FYI – Office positions typically pay a little less but your employment lasts longer and your hours are more scheduled. Field positions pay a little higher but your employment is based on what work is available in your neighborhood and you basically make your own schedule once you have completed the training.

      Hope this is helpful.

  15. Missy says:

    How much do you actually make workin for them is what I would like to know..

    • Anne Onymous says:

      Hi,

      The pay is actually based on where you live. Different areas of the country have different rates of pay.

      For example, I live in central Massachusetts, the rate for field workers was just over 14.00 an hour, plus mileage (which is calculated separately, included in your pay check) For this area, that is a very good wage. We were all happy with it. What is sort of sad, is that I also worked on the 2000 Census, and I did not see much of an increase in the rate, from when I worked a DECADE ago. It says a lot about the economy, that virtually the same pay rate from a decade ago, remains above average, for our neck of the woods. I wish the cost of living had stayed as stable, lol.

      Anne

  16. salma says:

    I Need help in preparation for cencensus exam
    anybody know any book for that

    • Anne Onymous says:

      Hi Salma,

      If you just type “2010 Census Practice Test” you should find links to the sample test.

      It is about 13 pages, I think about 7 are the test itself. The test has 28 questions and you have 30 minutes to complete it.

      The test is checking for how efficiently you can put things into alphabetical or numerical order, if you can read a map, how well you can apply directions, in a given situation. It isn’t difficult, but it is easier to do if you go into the test with some idea of the type of questions, so go ahead and look over the sample test. Give yourself 30 minutes and test at home, before you go in for the real deal.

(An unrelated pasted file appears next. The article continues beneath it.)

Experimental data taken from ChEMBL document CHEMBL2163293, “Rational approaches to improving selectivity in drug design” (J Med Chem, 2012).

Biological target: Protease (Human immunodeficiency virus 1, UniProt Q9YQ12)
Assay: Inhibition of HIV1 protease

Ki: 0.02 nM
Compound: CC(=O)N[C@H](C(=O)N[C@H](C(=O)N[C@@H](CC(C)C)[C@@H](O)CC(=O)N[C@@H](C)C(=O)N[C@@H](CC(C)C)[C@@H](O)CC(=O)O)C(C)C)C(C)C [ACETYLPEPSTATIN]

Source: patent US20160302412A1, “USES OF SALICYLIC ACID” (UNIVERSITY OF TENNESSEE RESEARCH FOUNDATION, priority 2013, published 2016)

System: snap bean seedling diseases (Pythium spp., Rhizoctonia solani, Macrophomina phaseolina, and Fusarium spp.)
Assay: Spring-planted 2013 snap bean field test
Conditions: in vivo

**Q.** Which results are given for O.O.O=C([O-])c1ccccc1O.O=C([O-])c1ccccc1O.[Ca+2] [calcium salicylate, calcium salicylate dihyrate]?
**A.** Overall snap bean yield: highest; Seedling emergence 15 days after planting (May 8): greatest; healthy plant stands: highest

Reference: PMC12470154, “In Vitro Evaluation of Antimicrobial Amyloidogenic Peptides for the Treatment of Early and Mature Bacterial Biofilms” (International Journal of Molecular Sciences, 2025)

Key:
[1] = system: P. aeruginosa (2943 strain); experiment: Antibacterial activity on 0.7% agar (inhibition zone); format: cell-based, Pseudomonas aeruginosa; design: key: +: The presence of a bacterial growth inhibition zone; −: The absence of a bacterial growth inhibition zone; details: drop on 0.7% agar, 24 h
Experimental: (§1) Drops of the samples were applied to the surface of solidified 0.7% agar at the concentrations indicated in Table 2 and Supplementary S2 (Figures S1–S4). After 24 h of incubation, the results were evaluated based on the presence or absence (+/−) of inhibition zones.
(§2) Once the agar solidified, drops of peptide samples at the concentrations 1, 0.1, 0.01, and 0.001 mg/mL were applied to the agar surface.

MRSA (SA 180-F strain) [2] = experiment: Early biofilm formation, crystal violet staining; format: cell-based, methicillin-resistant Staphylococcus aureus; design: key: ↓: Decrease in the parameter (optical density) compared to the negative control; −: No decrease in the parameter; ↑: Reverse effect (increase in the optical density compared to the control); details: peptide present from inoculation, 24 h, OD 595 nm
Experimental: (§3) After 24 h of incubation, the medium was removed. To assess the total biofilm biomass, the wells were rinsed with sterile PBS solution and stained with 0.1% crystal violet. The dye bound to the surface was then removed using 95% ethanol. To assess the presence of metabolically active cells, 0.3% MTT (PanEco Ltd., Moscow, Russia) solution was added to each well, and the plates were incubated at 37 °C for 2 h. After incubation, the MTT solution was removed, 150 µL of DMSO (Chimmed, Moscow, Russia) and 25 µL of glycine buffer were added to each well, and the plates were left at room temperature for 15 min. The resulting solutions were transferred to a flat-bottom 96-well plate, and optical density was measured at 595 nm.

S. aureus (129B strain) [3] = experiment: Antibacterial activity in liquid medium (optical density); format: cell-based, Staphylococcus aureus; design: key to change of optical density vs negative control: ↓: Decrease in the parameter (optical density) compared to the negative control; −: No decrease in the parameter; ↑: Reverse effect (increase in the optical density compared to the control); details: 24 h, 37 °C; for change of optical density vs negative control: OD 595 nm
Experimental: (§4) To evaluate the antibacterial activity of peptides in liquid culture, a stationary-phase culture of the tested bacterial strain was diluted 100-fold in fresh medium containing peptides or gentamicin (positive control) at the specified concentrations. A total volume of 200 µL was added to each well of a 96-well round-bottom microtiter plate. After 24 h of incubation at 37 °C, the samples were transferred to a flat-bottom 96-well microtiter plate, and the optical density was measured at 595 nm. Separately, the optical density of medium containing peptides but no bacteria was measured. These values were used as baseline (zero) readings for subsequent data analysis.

Good Luck!

      Anne

  17. Margaret Lynn says:

    Where can one find a copy or sample test for Census Bureau supervisory positions which is an hour long test and different from the basic enumerator test.
    ThANK yOU

    • charze says:

      Acording to a local regional supv., “No Sample test for the one hour, 29 question supervisors test.”

  18. Anonymous says:

    dos anyone know by what date you need to turn 18 t be eligible to work?

    • N says:

      You need to turn 18 before they hire you and most of the hiring will take place in April and May, if you are interested and will turn 18 around that time go ahead and take the test and once you turn 18 call the local office to update your application. You can find the local number at the 2010 census Web site, under jobs.

  19. Erin Tracey says:

    Be sure to call your local census bureau to find out if there are any jobs actually available in your area. I was just scheduled to take a test on Tuesday but after reading these comments I decided to check things out first. It turns out that there is no work right now in the Boulder, CO area however they may be hiring in early March if I want to take the test and “stay on file”. If you need work right away it is a good idea to follow-up first locally.

  20. olya says:

    how to pass cencus 2010 job test?

  21. idk says:

    i only got one question wrong on the test. does that mean i have a better chance of being hired?

  22. Jo says:

    idk, I only got one question wrong as well, and started getting called almost immediately for work. Problem was it was only for full time work and I needed part time. They called three times trying to hire me, and I kept having to turn them down.

    Finally they called with a part time job last week for the follow-up. Training is next week. But what I really need to know is if you can really set your own hours, as that is essential for me.

    • Anonymous says:

      To Jo: You have to be available for the first week of training – it is around 6 hours a day. Most are during normal business hours, but sometimes they do an afternoon/evening training. After the training, the hours are very flexible.

  23. aat says:

    what a joke, I worked in admin for 4 days from 8-5 the next day they said I was being transfered to other area due to no work in office and would be working 12 am-8 30 am. I told them I dont have transportation that time of night as my husband works 9 pm -6 am. They terminated me.

  24. aat says:

    ps. They will now have to train at least 6 people for 4-5 days at 6-8 hrs a day at 10.25 hr. and then only maybe if lucky keep one of them to work.
    What a lot of money our govt is spending on nothing…